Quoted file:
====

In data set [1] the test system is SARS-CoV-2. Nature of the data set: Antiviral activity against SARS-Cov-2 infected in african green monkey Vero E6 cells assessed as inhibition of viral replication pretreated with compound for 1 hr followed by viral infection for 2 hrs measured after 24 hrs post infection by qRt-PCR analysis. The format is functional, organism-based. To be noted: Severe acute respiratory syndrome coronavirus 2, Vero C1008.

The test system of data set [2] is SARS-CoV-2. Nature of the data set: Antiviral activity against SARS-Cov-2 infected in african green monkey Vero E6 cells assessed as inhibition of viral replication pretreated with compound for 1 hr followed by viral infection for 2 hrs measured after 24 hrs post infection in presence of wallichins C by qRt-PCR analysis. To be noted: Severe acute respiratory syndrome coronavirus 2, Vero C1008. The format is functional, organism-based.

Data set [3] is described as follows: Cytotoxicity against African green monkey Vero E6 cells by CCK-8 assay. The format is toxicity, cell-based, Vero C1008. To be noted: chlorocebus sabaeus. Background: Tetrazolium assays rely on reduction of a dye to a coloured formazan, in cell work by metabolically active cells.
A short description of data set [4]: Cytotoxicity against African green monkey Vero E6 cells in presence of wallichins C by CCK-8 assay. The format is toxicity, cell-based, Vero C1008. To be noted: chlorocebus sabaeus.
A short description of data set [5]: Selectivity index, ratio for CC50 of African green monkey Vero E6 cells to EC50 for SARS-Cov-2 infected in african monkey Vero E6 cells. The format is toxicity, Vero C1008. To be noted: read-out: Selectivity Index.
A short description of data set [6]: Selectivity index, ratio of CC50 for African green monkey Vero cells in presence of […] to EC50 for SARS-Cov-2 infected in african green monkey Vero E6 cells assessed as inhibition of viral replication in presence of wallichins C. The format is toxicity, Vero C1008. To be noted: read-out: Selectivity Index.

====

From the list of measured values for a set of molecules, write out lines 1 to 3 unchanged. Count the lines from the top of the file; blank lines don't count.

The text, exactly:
In data set [1] the test system is SARS-CoV-2. Nature of the data set: Antiviral activity against SARS-Cov-2 infected in african green monkey Vero E6 cells assessed as inhibition of viral replication pretreated with compound for 1 hr followed by viral infection for 2 hrs measured after 24 hrs post infection by qRt-PCR analysis. The format is functional, organism-based. To be noted: Severe acute respiratory syndrome coronavirus 2, Vero C1008.

The test system of data set [2] is SARS-CoV-2. Nature of the data set: Antiviral activity against SARS-Cov-2 infected in african green monkey Vero E6 cells assessed as inhibition of viral replication pretreated with compound for 1 hr followed by viral infection for 2 hrs measured after 24 hrs post infection in presence of wallichins C by qRt-PCR analysis. To be noted: Severe acute respiratory syndrome coronavirus 2, Vero C1008. The format is functional, organism-based.

Data set [3] is described as follows: Cytotoxicity against African green monkey Vero E6 cells by CCK-8 assay. The format is toxicity, cell-based, Vero C1008. To be noted: chlorocebus sabaeus. Background: Tetrazolium assays rely on reduction of a dye to a coloured formazan, in cell work by metabolically active cells.